International Union for Conservation of Nature (IUCN), with the support of the Vocational Training and Education for Clean Energy (VOCTEC) Program from Arizona State University, the Pacific Technical and Vocational Education and Training (PacTVET) Program led by the Secretariat of the Pacific Community Secretariat (SPC) and the University of the South Pacific (USP), and the Department of Energy of the Solomon Islands are hosting a Mini-Hydro training workshop for Mini-Hydro technicians from 4 to 13 November 2015 at Bulelevata Village in the Western Province of the Solomon Islands.
The training is funded from the Special Initiatives Programme of the IUCN Pacific Small Islands Development States (SIDS) Environment, Ecosystems and Sustainable Livelihoods Initiative (EESLI) project entitled, “Managing the Ecosystem Implications of Energy Policies in the Pacific”. The EESLI is funded by grants from the Governments of Italy, Austria, Luxembourg, and Spain. A portion of these grants is paid into a fund called the Special Initiatives Fund, used for demonstration projects, capacity building, policy development, and sustainability studies in support of sustainable energy developments in the Pacific.
A total of 30 participants are involved in the training. IUCN is funding the participation of 20 community and government representatives from the Melanesian Spearhead Group (MSG) countries of Fiji, Solomon Islands, Papua New Guinea, and Vanuatu, while through the PacTVET project, SPC is funding the participation of 10 participants from technical and training institutes in Fiji, Samoa, Papua New Guinea, and Vanuatu.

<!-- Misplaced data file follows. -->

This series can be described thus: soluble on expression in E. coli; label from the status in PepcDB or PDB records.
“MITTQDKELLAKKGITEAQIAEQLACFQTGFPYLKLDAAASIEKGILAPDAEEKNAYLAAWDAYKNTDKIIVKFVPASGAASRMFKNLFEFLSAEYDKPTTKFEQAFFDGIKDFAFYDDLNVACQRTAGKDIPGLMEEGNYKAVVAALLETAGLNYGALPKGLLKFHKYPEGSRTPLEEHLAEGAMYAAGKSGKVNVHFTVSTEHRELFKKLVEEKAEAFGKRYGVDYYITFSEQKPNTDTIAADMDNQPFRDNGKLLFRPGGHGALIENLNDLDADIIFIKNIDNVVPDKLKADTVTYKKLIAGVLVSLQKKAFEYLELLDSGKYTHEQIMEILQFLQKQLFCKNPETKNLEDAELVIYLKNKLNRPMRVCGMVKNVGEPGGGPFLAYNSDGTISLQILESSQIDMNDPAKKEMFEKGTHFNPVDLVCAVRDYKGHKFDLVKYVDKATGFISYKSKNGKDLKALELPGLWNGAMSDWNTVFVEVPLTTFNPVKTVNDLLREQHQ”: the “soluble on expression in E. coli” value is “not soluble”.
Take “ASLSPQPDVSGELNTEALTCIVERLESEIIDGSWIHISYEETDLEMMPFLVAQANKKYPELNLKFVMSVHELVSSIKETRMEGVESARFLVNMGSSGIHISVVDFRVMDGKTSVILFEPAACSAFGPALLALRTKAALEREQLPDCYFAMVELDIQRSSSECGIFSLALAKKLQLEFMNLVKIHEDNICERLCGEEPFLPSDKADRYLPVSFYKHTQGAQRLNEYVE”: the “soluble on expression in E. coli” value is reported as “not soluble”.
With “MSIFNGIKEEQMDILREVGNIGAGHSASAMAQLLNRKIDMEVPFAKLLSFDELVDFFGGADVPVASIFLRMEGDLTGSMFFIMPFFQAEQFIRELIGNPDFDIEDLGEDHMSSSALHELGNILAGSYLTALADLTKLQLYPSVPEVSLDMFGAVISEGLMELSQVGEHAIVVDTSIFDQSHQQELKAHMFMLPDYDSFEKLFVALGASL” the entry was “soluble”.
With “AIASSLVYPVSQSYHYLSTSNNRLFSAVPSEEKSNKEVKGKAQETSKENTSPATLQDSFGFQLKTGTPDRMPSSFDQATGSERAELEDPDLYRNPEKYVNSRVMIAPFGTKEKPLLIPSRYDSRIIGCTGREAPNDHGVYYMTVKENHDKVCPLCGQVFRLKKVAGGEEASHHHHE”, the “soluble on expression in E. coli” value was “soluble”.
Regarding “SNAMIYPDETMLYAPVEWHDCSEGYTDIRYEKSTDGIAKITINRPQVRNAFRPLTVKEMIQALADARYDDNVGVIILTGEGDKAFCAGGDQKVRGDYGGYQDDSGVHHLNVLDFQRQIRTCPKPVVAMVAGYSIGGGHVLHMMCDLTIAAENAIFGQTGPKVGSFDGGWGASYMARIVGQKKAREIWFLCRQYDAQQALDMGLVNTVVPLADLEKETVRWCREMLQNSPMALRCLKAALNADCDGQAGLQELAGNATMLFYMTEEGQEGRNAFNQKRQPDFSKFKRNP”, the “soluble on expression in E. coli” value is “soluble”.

Bulelavata boasts a functional Micro-Hydro system that has provided electricity for the people since its construction in 1998. IUCN Oceania Regional Office had in 2013 produced a mini-hydro framework for MSG Countries, and this training opportunity serves as an additional commitment to help the nations throughout the region achieve renewable energy goals. There is abundant potential for such energy systems in all the participating countries. Some communities like Bulelevata have been assisted by international aid organisations to install their community hydro schemes. Eighty percent of the people in the Solomon Islands reside in the rural areas and as of 2009 only 3% of this rural population have access to reliable electricity.
This training serves as part of IUCN and its partners’ efforts to improve on that figure by providing necessary skills to facilitate upcoming installations and provide the operational and maintenance support necessary to ensure reliable power to a growing population.
For more information, contact Anare Matakiviti, Energy Programme Coordinator at [email protected]